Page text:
Hong Kong protests hit University Circle

Collin Wong, Staff Reporter

Tensions are only growing in Hong Kong as pro-democracy demonstrations continue for the 16th straight week. This past June, residents of Hong Kong protested an amendment to the city’s extradition law. It would have allowed Hong Kong to process the extradition of criminal suspects that any government requests, including the Chinese government, even if that country has no extradition treaty with the city. Moreover, the perceived threat to Hong Kong’s sovereignty from Beijing has led to riots on government property. Eventually, protests included demands for a full democracy and more police accountability. As the movement expanded, protests have ranged from mass student strikes to violent, tear-gas-filled clashes with law enforcement officers. Protests have also attracted international attention. 

With the international scale of the protests, the Hong Kong protests have had rippling effects as far as Cleveland. A student at the Cleveland Institute of Music who identified himself as Anson and comes from Hong Kong expressed mixed emotions towards the situation back at home. He expressed relief as his friends said that he “left at just the right time” as the situation in Hong Kong continued to escalate after he arrived in America. 

However, the geographical distance between Cleveland and Hong Kong perhaps only heightened his concerns for Hong Kong. He fears for the safety of his friends and family, as there is no guarantee that any demonstration can stay conflict-free. 

“Whether or not there is violence or peace, it’s unpredictable. When the things just go so out of control, violence may appear. This is the time when I am worried about them the most.” Despite his concerns, Anson admires his friends who protest because they “have the courage to protest and stand up for what’s right.”

Financial uncertainty also seemed to mark Anson’s new school year. His parents’ worsening financial situation due to the protests only adds to his growing list of burdens. “The reason why I could study here is because they are financially supporting me.” Unfortunately, Anson remarks that the protests have hurt the Hong Kong economy. The economic downturn jeopardized his parents’ finances too, endangering his chances of continuing his education at the Cleveland Institute of Music because his parents, who pay for his tuition, “may suffer a rather huge loss from their investments if the protests continue.”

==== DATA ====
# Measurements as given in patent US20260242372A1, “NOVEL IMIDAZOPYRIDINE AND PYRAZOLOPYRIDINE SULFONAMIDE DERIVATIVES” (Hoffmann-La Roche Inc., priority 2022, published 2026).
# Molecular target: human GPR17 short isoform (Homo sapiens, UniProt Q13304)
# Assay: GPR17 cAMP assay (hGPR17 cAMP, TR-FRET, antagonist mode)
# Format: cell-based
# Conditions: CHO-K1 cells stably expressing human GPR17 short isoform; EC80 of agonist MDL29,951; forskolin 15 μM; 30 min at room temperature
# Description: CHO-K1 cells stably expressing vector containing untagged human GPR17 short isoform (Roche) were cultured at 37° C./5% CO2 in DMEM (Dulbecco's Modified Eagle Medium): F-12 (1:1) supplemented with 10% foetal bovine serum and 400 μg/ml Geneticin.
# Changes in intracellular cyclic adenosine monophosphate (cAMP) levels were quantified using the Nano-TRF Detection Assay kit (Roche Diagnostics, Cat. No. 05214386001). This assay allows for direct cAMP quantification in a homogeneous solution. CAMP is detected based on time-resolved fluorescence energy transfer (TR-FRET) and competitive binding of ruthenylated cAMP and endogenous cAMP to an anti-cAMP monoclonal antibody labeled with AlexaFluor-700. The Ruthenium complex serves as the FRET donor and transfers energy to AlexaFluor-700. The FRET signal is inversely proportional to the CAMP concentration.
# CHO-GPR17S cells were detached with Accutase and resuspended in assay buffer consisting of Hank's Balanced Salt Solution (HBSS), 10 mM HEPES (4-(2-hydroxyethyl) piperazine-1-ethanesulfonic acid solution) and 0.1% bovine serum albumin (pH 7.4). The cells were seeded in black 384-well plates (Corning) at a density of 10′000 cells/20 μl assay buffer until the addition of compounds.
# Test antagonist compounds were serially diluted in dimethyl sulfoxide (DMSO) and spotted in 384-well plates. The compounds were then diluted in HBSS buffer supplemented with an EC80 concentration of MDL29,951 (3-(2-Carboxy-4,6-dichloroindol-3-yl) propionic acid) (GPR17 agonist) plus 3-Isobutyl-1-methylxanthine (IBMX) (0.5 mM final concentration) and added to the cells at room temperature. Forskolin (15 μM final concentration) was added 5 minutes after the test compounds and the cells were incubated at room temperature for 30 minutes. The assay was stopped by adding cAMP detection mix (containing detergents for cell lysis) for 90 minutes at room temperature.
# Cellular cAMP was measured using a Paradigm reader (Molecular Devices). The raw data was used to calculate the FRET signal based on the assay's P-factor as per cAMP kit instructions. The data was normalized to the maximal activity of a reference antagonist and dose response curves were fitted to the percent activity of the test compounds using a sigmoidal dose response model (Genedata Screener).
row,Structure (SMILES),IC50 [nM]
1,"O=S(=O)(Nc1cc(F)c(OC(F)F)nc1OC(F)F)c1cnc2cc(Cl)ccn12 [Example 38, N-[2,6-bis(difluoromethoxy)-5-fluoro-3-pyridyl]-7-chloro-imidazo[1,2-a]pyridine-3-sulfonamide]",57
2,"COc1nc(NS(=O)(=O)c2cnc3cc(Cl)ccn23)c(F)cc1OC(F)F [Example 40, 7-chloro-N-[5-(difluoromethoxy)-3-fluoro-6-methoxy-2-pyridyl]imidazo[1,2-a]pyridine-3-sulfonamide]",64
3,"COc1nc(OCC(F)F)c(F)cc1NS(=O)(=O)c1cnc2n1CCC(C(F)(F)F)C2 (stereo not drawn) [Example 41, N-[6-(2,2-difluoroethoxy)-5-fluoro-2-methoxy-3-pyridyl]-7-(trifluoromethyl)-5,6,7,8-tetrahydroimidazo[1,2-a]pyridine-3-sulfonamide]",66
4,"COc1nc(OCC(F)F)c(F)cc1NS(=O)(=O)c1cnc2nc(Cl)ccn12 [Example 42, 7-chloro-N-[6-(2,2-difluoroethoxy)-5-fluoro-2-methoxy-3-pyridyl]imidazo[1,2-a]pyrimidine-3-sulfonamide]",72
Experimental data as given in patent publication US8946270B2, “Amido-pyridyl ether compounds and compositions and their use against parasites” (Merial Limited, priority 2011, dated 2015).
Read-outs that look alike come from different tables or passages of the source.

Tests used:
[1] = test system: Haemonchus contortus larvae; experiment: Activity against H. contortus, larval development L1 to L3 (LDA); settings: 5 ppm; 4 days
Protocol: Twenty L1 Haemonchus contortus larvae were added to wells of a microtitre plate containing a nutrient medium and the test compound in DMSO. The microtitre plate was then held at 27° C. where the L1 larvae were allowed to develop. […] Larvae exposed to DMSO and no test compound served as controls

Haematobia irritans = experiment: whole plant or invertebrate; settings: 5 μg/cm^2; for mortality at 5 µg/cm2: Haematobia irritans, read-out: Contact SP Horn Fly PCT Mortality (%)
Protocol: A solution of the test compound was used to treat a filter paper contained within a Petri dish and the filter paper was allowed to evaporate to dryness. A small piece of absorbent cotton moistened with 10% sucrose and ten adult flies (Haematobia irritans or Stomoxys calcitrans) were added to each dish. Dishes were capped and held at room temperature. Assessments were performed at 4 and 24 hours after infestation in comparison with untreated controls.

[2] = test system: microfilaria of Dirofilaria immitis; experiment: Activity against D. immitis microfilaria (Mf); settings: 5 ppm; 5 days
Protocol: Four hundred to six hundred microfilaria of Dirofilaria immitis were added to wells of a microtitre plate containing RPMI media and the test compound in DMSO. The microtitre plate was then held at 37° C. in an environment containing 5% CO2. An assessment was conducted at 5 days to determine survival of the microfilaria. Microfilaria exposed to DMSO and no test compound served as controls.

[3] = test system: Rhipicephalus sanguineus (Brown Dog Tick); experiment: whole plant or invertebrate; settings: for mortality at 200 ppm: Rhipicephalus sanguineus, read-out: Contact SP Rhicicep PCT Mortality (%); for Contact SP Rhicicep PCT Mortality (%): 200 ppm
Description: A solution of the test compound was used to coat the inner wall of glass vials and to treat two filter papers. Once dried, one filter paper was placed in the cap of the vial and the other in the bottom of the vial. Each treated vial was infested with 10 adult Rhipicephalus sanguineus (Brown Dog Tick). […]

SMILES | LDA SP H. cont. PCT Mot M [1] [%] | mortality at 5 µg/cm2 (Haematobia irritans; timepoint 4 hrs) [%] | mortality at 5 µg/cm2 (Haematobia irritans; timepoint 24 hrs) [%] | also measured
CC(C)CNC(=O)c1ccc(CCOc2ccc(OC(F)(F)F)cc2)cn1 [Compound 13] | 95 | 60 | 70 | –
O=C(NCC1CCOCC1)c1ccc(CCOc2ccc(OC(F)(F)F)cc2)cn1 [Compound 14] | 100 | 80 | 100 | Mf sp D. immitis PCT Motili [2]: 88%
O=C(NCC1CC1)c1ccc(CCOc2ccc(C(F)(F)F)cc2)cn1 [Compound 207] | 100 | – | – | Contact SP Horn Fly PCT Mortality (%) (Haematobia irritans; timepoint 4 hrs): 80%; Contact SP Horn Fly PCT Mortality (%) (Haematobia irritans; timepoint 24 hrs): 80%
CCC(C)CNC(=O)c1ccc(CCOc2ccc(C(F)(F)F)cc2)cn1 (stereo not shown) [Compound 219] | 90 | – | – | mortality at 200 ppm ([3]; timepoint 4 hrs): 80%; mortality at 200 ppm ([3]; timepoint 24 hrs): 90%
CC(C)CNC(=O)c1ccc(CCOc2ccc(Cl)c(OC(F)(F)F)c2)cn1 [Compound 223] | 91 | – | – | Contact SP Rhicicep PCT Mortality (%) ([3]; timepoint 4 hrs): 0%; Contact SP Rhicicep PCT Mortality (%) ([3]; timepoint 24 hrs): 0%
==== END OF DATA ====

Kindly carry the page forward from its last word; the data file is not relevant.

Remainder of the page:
Because of the economic downturn and growing unrest, Anson predicts that the percentage of Hong Kong youth who hope to study overseas will grow. He says that, while one’s “financial situation comes first,” Hong Kong youth have become increasingly disillusioned with the system; “they don’t feel in control anymore.” Moreover, Anson has seen an uptake in the number of arguments that the youths are having with their parents. 

 The increase in at-home conflict may also drive some students to look elsewhere for higher education. Students from over 100 secondary schools and 10 universities plan to welcome the new school year with class strikes, boycotts and more subtle forms of demonstrations. While no solution has been reached, one thing is becoming clear: students who come from Hong Kong may not be in the classroom any time soon. Some originally had plans to apply to college, but class strikes might impact that process.

With continual unrest in Hong Kong and the 2020 undergraduate admissions season looming, the effects of the Hong Kong demonstrations on Case Western Reserve University’s admissions specifically are still unclear. Assistant Vice President for Enrollment and Dean of Undergraduate Admission Bob McCullough of CWRU commented: “From an admission standpoint, it is difficult to predict any direct impact of a specific political situation on the application activity from a particular country. There are so many factors that can affect an individual student’s decision of where to apply and ultimately enroll for college.”